The second day is a day for visiting friends and going out for entertainment. People go to greet relatives and friends and wish each other Tashi Delek (good luck). They exchange white hada with close friends to express their respect. A hada is offered with both hands as a sign of respect and something kind is said.

Water Splashing Festival

Water Splashing FestivalAs the most important festival of the Dai people in China, the water splashing festival falls on a day in June or July according to the Dai calendar. A legend about this festival says that long ago, there lived a ferocious demon king in Xishuangbanna, Yunan Province, who kidnapped seven beautiful women. One day, while he was drunk, the youngest woman cut off his head. But alas! It rolled on the ground and the ground caught fire; it rolled into a river and the river water boiled and all the fish died; when it was buried underground, the whole place stank. So she had no alternative but to hold the head in her arms in order that it might not cause such havoc. After a time she was exhausted, so the six others took turns holding the head. When they rested, they splashed water on their bodies to wash away the bloodstains. Finally the fire was put out, and since then, the Dai people have been able to live in peace.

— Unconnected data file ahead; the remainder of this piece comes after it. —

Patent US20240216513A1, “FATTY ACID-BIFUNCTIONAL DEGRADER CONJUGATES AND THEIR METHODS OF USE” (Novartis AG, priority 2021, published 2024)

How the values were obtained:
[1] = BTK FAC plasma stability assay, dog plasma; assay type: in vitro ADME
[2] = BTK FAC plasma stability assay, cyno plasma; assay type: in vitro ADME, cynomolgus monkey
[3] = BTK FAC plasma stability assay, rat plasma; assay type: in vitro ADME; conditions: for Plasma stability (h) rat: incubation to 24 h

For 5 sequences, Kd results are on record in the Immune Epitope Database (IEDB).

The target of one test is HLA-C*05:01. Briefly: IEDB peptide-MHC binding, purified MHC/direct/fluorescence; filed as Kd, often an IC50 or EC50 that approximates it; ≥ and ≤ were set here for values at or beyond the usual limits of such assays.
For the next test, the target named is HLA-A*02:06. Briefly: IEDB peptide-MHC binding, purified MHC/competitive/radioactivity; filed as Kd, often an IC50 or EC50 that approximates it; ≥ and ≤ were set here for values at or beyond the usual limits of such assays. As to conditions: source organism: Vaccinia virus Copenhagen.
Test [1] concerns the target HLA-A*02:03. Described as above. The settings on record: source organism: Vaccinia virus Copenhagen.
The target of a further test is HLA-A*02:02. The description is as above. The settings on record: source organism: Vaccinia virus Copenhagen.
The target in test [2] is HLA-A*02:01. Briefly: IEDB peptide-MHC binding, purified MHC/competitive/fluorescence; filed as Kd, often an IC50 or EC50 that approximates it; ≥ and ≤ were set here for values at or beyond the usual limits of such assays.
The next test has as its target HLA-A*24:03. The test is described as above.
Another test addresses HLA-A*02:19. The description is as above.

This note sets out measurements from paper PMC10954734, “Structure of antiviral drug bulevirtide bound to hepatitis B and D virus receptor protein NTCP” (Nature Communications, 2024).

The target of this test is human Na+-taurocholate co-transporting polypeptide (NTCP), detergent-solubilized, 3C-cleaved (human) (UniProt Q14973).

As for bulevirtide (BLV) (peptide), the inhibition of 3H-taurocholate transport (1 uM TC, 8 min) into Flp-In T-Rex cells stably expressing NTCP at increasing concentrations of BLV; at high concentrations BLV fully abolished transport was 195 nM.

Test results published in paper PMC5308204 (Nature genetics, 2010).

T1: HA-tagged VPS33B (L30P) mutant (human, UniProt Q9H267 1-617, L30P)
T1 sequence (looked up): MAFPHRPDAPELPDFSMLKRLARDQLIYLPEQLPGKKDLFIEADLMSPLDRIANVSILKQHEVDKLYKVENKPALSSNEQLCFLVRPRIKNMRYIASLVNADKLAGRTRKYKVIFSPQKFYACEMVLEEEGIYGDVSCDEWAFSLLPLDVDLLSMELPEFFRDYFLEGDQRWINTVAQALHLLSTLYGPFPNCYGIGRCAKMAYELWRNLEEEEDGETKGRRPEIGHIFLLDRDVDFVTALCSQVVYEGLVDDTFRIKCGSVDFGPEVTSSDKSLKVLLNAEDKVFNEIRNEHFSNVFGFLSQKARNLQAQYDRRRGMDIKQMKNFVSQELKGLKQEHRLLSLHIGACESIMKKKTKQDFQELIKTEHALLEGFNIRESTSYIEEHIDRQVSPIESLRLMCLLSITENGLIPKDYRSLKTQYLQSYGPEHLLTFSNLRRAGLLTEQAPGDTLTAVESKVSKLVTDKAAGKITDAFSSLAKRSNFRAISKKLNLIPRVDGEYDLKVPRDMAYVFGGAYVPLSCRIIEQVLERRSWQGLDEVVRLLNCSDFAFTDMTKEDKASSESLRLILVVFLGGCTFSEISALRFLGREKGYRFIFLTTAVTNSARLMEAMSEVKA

To commemorate this event, the Dai people splash water at each other, and exchange greetings. There are two ways of splashing water. Water is sprinkled gently through the collar down the back of elderly people. This is called the moderate way. The radical way is a favorite of the youth. Young people use basins or buckets to pour water on each other, chasing and laughing. According to tradition, the more one is splashed, the happier one will be.

When night falls, there is singing and dancing in every village. People perform the native peacock dance to the accompaniment of the bamboo flute, lusheng, (a wind-pipe instrument), gong and a xiangjiao gu (a drum on a pedestal, shaped like an elephant's leg). The Water Splashing Festival marks the beginning of the New Year for the Dai people.